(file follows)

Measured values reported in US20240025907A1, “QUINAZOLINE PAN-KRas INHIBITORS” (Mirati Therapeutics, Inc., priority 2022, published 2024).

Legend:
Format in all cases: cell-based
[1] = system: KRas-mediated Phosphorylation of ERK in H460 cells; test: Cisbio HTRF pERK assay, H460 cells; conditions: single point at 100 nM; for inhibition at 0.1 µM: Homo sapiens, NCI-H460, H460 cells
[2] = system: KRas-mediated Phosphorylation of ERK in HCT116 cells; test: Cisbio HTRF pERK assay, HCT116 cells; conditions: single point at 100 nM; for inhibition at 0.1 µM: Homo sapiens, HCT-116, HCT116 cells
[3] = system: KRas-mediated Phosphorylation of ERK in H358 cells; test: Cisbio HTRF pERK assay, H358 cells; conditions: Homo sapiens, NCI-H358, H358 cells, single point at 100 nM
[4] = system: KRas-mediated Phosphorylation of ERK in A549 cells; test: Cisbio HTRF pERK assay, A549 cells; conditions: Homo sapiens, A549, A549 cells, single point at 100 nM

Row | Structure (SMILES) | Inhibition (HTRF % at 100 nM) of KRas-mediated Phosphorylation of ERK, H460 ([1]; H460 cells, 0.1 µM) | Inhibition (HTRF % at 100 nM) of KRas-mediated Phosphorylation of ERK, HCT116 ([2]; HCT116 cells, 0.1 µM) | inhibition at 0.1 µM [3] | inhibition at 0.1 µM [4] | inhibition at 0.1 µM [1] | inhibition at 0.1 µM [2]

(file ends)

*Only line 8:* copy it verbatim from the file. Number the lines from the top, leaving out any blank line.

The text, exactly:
Row | Structure (SMILES) | Inhibition (HTRF % at 100 nM) of KRas-mediated Phosphorylation of ERK, H460 ([1]; H460 cells, 0.1 µM) | Inhibition (HTRF % at 100 nM) of KRas-mediated Phosphorylation of ERK, HCT116 ([2]; HCT116 cells, 0.1 µM) | inhibition at 0.1 µM [3] | inhibition at 0.1 µM [4] | inhibition at 0.1 µM [1] | inhibition at 0.1 µM [2]